After completing her thesis, “Differences in Toleration of Drying among Species of Termites (Reticulitermes),” Margaret would become one of the first African American women to receive an advanced degree related to zoology/entomology (Fig. 1). The publication of her thesis is considered her seminal work (Strickland [Collins] 1950), and is often cited. During the next 30 years, Margaret would hold professorial titles with tenure at three universities that included Howard University in Washington, District of Columbia, Florida A&M University in Tallahassee, Florida, and Federal City College in Washington, District of Columbia. See also held university administrative titles, as well as being the President of the Entomological Society of Washington. Margaret retired from Howard University in 1983 but went on to accept a senior research position at the Smithsonian Institution's National Museum of Natural History in Washington, District of Columbia, that same year (Fig. 2). She held this position until her passing in 1996 while conducting field research in Little Cayman, Cayman Islands. She authored or co-authored more than 40 research publications, mostly on the biogeography, physiology, chemical defenses, and taxonomy of termites. She is best known as a world authority on the termite diversity in the Caribbean Islands and Guyana (Fig. 3), and the collection maintained in Smithsonian Institution still bears her name.
Those of us with collegiate degrees are well aware of the challenges and obstacles that can drain enthusiasm and delay completion, which include lack of funding, being away from home, and difficult and demanding courses and class loads. Margaret had all of these plus more. She grew up and attended classes during an era when, because of her gender and race, she was unwelcomed or denied admission. Confounding her obstacles, she also had to endure World War II and her first husband being away in the military, and after a second divorce, Margaret was left with few resources to raise and feed two young boys. In support of her children and career, she often went hungry. Worse yet, she had to endure racist epithets and even a bomb threat, all because she was supportive of equal rights that included driving African Americans less fortunate than her to work during a bus boycott in Tallahassee. Margaret's brave actions during the boycott included being chased by police cars and culminated in the bus company going out of business. Yes, the interruptions caused by segregation, racism, and divorce may have limited the number of publications on Margaret's curriculum vitae, but she never let these affect her love of her family (Fig. 4) and passion for termites (Fig. 5). These were the cornerstones of her life and will be her legacy; she will always be remembered affectionately as the “Termite Lady.” For additional bibliographic works on Dr. Margaret Collins see Warren (1999) and ESA (2015).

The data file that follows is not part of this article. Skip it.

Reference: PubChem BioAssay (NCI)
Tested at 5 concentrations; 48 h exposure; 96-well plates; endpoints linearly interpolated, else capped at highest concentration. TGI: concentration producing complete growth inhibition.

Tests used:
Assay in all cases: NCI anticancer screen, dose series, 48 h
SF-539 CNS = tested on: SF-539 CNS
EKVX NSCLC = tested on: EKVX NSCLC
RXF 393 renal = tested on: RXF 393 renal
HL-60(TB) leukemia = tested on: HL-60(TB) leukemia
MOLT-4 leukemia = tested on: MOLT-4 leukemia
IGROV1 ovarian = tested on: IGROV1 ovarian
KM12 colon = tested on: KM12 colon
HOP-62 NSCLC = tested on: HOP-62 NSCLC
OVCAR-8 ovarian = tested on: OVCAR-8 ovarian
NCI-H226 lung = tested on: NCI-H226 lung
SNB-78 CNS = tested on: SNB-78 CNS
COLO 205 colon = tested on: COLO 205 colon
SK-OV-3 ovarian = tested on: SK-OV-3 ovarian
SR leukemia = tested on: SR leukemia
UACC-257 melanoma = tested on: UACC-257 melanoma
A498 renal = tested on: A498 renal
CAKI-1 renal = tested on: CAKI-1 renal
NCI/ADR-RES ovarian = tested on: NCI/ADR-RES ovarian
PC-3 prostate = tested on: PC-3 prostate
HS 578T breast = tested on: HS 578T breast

I wish to thank Michael Haverty, retired, USDA Forest Service; Barbara Thorne, retired, University of Maryland; Rudolf Scheffrahn, University of Florida; and Nan-Yao Su, University of Florida, for providing photos and incredible memories of Margaret Collins. Michael Haverty and Richard Mankin, USDA-ARS Center for Medical, Agricultural, and Veterinary Entomology, Gainesville, Florida, reviewed and provided helpful and insightful comments on an earlier draft of this paper. I also offer my sincere appreciation to Janice Peters, Florida A&M University, Tallahassee, Florida, for providing historical information on Margaret Collins. I am indebted and thankful to Herbert and Veronica Collins for providing photos and their personal memories of their mother and mother-in-law that were included in this paper. Finally, I offer my sincere appreciation to Richard Mankin, Teresa DuChene, Stephen Lapointe, Cindy McKenzie, and Philip Anzolut Stansly for organizing, sponsoring, and honoring me to deliver the Pioneer Lecture at the 98th Annual Meeting of the Florida Entomological Society in 2015.